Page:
Scientists from the Quadram Institute and Earlham Institute have developed a unique tool that is helping them to translate the complex communication that takes place between the body and the microbiome.
The MicrobioLink workflow. Image Credit: Quadram Institute.
The tool could be useful for scientists who are trying to figure out the effect of microbes on health, the changes that cause the disease, and point to promising drug targets.
The human gut microbiome plays significant roles in keeping the individuals healthy. It is important for absorbing nutrients from food, and it is becoming more evident that it plays a major role in different terminal, chronic, and lifestyle diseases.
Variations in the composition of the microbiome have been linked to inflammatory bowel disease (IBD), obesity, and type 2 diabetes, but it is uncertain how those variations cause the onset of various conditions, or whether they are actually a symptom.
Scientists have been targeting the communication between the microorganisms and their host organisms, including humans, to expose the mechanisms. Microbes discharge a wide range of RNA molecules, proteins, and metabolites that enable them to interact with other proteins from the host organism. This may trigger a response from the host networks, leading to switching on or off the host genes that modulate numerous processes.
To understand the processes that impact health and disease, it is essential to translate these cross-kingdom interactions between the microbial and host proteins. Such inter-kingdom interaction studies have been performed on a few bacteria, especially pathogenic species that activate specific disease conditions.
However, the microbiome may contain scores of different species, all possibly interacting with a range of different host proteins, associated with several different physiological processes and signaling pathways.
Dr Tamas Korcsmaros and Dr Padhmanand Sudhakar from the Quadram Institute and the Earlham Institute and their collaborators created an integrated computational pipeline known as MicrobioLink to manage these complex communications.
Published in the Cells journal, MicrobioLink links microbial proteins with host proteins they are likely to communicate with, and then deduces how these communications affect the cellular processes in the host.
Scientists can employ Microbiolink to test a group of proteins, which could be the proteins secreted by a whole microbial community, against a pertinent list of host proteins obtained from existing databases or experimental data.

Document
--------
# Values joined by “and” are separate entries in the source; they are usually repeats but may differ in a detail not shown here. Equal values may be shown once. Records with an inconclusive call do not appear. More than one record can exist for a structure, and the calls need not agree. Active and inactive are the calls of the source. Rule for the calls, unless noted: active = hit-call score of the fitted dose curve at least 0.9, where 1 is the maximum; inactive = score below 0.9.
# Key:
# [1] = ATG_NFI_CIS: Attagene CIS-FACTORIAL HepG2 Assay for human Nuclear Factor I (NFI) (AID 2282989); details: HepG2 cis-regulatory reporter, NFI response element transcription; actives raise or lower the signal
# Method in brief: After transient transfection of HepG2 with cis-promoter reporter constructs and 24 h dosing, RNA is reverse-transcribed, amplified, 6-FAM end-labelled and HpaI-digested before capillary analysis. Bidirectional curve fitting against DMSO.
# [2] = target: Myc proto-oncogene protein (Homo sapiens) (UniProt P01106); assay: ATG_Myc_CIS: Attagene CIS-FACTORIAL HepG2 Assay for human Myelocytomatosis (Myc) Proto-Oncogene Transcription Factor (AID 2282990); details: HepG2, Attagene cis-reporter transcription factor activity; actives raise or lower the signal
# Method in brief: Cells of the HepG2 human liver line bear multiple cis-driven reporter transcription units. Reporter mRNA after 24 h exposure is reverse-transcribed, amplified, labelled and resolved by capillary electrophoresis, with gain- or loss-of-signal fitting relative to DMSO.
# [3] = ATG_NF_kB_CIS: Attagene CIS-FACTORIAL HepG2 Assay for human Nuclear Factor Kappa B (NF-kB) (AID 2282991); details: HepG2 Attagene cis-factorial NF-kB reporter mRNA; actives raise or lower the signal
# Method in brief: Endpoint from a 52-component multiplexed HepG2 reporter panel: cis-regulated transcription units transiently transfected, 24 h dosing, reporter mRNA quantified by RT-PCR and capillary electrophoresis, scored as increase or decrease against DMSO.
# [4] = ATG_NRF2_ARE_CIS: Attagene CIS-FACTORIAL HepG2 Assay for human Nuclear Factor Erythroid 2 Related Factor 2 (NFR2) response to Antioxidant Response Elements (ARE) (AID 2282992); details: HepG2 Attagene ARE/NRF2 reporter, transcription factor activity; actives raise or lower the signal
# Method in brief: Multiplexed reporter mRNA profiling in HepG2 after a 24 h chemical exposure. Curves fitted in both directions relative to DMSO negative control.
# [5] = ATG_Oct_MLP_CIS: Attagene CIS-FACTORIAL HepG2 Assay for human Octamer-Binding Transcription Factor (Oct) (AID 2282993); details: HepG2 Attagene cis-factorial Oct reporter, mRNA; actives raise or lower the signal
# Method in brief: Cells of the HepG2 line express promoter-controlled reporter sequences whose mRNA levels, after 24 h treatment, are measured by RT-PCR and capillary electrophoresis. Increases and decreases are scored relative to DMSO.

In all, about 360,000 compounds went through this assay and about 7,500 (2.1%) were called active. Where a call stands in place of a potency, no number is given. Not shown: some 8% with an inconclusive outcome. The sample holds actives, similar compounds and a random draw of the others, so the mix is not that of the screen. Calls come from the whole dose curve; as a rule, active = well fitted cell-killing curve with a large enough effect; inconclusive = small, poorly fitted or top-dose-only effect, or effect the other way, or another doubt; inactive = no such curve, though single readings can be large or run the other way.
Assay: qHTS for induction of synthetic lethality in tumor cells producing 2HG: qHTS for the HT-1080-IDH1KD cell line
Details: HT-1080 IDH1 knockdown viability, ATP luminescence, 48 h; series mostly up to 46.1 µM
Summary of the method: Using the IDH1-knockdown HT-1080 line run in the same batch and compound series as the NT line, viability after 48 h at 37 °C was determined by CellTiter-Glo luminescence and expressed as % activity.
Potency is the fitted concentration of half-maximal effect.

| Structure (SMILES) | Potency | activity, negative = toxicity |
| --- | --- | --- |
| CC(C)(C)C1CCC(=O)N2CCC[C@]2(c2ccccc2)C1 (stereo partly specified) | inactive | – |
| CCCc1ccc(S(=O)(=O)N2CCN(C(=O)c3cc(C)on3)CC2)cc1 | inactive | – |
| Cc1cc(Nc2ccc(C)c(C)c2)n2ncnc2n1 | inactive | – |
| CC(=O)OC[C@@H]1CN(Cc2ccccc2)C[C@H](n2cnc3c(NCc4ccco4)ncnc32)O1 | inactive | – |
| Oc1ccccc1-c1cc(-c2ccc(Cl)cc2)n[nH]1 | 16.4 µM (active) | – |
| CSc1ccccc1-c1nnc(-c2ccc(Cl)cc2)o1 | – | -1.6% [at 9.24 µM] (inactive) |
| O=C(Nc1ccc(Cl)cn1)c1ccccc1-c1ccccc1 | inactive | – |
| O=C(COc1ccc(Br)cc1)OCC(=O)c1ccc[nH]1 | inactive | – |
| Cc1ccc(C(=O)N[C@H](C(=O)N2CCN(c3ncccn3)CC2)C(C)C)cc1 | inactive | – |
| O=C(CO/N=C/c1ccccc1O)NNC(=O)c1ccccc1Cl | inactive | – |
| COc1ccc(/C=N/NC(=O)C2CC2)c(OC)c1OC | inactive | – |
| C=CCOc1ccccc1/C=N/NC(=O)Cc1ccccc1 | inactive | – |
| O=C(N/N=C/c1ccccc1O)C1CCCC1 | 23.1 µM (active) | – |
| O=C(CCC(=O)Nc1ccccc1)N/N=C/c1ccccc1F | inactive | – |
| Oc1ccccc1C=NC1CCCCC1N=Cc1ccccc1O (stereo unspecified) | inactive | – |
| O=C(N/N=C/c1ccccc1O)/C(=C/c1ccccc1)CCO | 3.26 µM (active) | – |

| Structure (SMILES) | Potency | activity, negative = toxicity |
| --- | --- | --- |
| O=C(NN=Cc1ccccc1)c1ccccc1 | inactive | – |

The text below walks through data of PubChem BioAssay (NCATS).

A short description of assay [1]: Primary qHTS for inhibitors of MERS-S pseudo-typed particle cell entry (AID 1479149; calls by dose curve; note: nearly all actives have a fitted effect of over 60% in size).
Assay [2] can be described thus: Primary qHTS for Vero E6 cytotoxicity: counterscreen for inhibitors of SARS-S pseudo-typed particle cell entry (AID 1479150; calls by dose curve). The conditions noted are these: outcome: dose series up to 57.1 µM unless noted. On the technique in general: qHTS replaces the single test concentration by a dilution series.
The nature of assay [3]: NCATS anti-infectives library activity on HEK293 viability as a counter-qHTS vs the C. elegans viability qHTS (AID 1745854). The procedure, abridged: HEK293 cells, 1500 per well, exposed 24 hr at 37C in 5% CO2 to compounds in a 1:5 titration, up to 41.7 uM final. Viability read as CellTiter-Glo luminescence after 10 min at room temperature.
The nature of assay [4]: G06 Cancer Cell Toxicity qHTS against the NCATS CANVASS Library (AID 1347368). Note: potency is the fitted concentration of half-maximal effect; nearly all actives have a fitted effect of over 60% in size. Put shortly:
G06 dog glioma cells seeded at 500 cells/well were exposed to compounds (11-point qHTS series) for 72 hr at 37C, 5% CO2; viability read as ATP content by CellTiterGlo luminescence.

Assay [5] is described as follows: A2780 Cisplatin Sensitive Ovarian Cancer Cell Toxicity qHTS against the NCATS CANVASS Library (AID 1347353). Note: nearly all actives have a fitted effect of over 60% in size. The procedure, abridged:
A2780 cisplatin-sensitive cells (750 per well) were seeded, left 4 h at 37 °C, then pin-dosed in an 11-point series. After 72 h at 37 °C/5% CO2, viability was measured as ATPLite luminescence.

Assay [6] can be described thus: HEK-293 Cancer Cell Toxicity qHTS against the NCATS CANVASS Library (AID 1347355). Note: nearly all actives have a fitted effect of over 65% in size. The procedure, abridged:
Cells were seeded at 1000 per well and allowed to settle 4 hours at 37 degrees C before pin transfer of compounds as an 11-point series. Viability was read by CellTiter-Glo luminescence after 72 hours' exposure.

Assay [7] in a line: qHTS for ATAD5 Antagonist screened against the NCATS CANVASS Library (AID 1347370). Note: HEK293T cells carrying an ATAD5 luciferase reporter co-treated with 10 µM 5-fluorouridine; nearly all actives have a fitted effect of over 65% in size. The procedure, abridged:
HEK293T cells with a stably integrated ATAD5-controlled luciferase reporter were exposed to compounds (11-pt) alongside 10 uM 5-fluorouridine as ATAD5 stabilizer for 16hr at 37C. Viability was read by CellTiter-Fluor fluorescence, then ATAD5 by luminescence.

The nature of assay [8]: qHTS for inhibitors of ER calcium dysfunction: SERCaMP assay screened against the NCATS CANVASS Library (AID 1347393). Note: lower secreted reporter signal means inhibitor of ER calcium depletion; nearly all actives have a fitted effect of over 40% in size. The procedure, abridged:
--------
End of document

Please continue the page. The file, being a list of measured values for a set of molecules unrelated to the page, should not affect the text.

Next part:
Based on their respective molecular features, like motifs and domains, the pipeline subsequently predicts the communications that take place between the host and microbial proteins. Interactions between the proteins represent potentially fascinating communication channels between the host and bacteria.
The power of Microbiolink appears in the following step that employs the diffusion principle in network science to track the impacts of the communications between the host and microbial proteins on other host processes further downstream.
This involves the use of prevalent databases of validated molecular interactions to track the signals from host proteins (projected to be bound by and thus altered by microbial proteins) by other target proteins or genes in the host.
With suitable filtering, this can detect key nodes in networks and specific proteins or genes in the host affected by the original communication between the host and the microbes.
The researchers performed a case study to test the pipeline. They used a compendium of bacterial proteins that are found only in patients suffering from Crohn’s disease, and another group of proteins present only in healthy individuals.
Using the MicrobioLink, the researchers compared how the different groups of proteins impacted autophagy—a significant cellular process that is known to be dysregulated in Crohn’s disease. This exposed a network with well-defined separated signaling paths, exclusive to the healthy and disease contexts and, eventually, influencing the expression of autophagy genes.
These outcomes would have to be validated experimentally, yet they point toward a possible mechanism connecting the Crohn’s disease and microbiome.
The case study also shows the potential for this integrated computational pipeline to translate the interactions between the host and the microbes so that their effects on the body and their implications on health and disease could be understood.
In addition to studying the effect of the microbiome on other diseases, the MicrobioLink could also be used to unravel the beneficial effects on communities of bacteria or the host of probiotic bacteria, and not just in humans.
Basically, we are now providing a method for the scientific community to understand better how commensal or probiotic bacteria are influencing our health. It is a computational analysis tool, so the first step towards designing focused experimental studies but we hope it will already help colleagues to leverage the existing wealth of data from various patients, and result in new clinical intervention studies.”
Dr Tamas Korcsmaros, Researcher, Quadram Institute
“As MicrobioLink is versatile and agnostic to the organisms, it will have applications in livestock health, as well as in analyzing how the soil microbiome affects plant health,” stated Dr. Padhmanand Sudhakar, a researcher at the Earlham Institute.
In the near future, the researchers are looking to use the MicrobioLink to infer the effects of the SARS-CoV-2 virus behind the COVID-19 infection.
Andrighetti, T., et al. (2020) MicrobioLink: An Integrated Computational Pipeline to Infer Functional Effects of Microbiome–Host Interactions. Cells. doi.org/10.3390/cells9051278.